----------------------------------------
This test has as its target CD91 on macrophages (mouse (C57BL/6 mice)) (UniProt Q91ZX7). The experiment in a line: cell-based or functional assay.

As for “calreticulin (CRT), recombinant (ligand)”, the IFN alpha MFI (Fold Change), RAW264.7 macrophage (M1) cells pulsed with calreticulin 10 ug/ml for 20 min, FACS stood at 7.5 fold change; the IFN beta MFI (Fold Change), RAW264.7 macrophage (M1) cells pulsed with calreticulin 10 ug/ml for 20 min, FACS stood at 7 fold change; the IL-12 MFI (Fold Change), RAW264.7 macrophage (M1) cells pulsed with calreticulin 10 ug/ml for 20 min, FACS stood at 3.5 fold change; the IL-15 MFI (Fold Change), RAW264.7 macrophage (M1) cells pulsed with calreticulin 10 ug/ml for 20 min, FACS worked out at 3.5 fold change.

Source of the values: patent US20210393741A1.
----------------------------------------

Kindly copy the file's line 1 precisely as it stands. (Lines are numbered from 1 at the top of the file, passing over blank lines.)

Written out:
This test has as its target CD91 on macrophages (mouse (C57BL/6 mice)) (UniProt Q91ZX7). The experiment in a line: cell-based or functional assay.